Eating Food Too Fast Speeds Heartburn
Slow Eating Cuts Acid Reflux Risks
WebMD News Archive
May 23, 2003 - Fast eating, not just fast food, can increase the risk of acid reflux after meals, according to a new study. Researchers say people who eat their food quickly are more likely to suffer from gastroesophageal reflux disease (GERD).
GERD occurs when stomach acids wash up into the esophagus and cause symptoms such as chest pain and heartburn. If left untreated, the condition can lead to more serious problems, such as narrowing of the esophagus, bleeding, or a precancerous condition known as Barrett's esophagus.
Several lifestyle factors are known to affect the risk of GERD, such as a person's weight and the type of foods they eat. But in this study, researchers looked at whether the speed alone with which a person eats a meal may contribute to the risk of acid reflux and GERD.
Researchers asked 10 healthy volunteers to eat a normal, 690-calorie meal in either five or 30 minutes on alternate days and then monitored them for two hours after the meals for signs of acid reflux and GERD.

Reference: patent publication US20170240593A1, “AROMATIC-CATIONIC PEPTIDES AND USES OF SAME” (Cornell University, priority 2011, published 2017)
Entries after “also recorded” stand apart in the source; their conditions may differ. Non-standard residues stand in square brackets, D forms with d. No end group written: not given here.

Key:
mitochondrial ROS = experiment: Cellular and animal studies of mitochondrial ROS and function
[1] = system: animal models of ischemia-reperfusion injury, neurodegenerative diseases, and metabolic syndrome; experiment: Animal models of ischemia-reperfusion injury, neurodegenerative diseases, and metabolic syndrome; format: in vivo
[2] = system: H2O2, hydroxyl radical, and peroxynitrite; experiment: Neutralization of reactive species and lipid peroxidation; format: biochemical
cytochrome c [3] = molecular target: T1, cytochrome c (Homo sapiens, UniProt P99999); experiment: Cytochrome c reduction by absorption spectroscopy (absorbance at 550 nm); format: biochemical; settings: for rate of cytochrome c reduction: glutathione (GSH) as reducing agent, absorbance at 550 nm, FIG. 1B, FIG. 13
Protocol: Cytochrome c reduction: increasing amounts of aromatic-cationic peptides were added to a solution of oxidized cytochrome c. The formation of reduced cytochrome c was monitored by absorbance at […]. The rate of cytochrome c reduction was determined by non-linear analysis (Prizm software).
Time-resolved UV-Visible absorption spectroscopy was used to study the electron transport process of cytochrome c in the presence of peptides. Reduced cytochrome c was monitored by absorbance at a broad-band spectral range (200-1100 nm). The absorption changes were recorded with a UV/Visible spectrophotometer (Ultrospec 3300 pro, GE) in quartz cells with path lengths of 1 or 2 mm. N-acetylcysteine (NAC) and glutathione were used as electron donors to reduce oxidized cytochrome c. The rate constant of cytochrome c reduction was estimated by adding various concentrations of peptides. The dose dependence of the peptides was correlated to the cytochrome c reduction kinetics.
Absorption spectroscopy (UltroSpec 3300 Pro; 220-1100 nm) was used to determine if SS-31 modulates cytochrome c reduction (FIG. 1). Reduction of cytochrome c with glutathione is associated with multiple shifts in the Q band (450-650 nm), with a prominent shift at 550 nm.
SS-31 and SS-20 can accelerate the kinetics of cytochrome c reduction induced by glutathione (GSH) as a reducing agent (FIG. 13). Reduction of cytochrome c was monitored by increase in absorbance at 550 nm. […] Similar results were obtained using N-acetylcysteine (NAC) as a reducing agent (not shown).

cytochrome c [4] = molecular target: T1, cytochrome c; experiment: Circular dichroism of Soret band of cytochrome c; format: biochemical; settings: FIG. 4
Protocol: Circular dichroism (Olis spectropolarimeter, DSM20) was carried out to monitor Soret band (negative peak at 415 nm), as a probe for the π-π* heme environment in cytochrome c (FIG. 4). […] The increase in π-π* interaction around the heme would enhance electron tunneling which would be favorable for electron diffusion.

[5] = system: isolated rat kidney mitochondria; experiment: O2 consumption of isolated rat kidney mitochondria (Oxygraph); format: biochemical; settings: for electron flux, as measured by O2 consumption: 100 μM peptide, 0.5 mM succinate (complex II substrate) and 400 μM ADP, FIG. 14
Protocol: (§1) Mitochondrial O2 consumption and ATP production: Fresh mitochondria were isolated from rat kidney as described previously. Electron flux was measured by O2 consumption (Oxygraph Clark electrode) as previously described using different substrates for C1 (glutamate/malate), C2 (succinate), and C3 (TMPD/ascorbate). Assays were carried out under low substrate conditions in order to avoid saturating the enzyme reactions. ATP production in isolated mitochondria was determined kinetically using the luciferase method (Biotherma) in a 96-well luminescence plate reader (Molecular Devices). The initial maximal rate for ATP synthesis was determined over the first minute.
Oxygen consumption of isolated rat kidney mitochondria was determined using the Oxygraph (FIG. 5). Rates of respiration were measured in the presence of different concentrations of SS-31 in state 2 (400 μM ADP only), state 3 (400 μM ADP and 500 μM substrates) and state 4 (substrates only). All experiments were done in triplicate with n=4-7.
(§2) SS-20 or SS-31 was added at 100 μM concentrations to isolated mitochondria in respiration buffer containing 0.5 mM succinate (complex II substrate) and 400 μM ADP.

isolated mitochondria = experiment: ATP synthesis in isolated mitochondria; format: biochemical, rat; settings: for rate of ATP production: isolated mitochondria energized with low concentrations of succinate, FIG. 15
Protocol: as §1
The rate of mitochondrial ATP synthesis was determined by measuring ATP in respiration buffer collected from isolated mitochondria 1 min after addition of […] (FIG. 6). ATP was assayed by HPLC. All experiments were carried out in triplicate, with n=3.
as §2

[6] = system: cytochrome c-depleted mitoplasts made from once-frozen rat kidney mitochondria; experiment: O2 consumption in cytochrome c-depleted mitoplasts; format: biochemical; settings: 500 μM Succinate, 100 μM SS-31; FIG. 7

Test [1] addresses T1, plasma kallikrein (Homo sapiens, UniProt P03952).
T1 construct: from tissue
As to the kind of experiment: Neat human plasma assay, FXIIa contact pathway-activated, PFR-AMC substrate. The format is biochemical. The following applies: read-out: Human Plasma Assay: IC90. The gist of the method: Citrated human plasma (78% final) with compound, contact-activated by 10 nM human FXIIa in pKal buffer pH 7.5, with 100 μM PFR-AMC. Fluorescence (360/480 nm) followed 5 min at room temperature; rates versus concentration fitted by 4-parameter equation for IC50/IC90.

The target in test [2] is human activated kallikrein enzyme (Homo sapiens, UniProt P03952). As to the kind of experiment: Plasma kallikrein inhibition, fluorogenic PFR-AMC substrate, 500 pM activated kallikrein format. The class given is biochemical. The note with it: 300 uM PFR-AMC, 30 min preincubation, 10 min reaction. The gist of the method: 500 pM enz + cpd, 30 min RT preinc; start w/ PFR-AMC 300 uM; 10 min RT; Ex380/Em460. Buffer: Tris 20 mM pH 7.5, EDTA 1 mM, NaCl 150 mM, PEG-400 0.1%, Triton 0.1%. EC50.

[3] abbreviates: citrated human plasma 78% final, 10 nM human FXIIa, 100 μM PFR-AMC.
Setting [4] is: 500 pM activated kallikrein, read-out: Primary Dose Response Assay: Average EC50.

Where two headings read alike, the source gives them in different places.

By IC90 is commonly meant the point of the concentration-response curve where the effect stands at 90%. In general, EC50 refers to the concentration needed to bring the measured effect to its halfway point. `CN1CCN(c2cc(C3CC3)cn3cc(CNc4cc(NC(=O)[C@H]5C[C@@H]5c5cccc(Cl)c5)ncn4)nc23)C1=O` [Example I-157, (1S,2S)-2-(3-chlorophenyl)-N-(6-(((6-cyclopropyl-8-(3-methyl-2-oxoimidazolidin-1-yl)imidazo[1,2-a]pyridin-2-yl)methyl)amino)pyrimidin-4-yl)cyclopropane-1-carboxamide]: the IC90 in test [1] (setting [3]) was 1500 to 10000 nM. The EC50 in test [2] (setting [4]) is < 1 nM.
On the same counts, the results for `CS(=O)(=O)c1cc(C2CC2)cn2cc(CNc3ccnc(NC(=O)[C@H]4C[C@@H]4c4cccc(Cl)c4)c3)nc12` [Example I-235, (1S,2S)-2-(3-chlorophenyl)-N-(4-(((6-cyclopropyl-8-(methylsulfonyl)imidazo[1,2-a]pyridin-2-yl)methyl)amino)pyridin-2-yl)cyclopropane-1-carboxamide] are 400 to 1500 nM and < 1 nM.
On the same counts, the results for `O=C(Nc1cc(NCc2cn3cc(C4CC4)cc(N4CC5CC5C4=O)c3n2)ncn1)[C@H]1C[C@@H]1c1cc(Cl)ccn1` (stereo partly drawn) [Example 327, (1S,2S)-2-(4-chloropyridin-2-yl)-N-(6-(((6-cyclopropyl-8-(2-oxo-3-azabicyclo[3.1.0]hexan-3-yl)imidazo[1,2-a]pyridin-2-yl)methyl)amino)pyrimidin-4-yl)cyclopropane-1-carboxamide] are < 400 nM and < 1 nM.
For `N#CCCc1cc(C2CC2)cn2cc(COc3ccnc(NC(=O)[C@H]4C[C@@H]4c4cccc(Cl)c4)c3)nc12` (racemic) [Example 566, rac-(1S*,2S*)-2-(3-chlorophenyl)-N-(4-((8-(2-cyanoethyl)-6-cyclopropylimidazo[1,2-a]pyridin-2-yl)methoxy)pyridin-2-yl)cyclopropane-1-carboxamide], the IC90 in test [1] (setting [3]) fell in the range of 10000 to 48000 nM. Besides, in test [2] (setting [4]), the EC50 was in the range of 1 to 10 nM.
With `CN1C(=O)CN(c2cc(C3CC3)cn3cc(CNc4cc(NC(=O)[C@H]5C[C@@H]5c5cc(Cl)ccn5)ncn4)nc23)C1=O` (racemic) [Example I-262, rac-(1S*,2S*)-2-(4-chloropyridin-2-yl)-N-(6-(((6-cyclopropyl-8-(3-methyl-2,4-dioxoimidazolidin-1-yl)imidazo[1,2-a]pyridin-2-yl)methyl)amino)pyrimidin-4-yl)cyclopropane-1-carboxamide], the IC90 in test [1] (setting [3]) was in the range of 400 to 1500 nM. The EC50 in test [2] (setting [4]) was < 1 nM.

The study showed that the speedy meals induced a total of 15 GERD episodes compared to 11.5 GERD episodes triggered by the more leisurely meal. Acid reflux episodes were reported a total of 12.5 times after the five-minute meal versus 8.5 times after the 30-minute meal.
The results were presented this week at Digestive Disease Week in Orlando, Fla.
"Since rapid food intake produces more [GERD], eating slowly may represent another life-style modification aimed at reducing [GERD]," write Stephan M. Wildi of the Medical University of South Carolina in Charleston, and colleagues. "In other words, 'Your mother was right.'"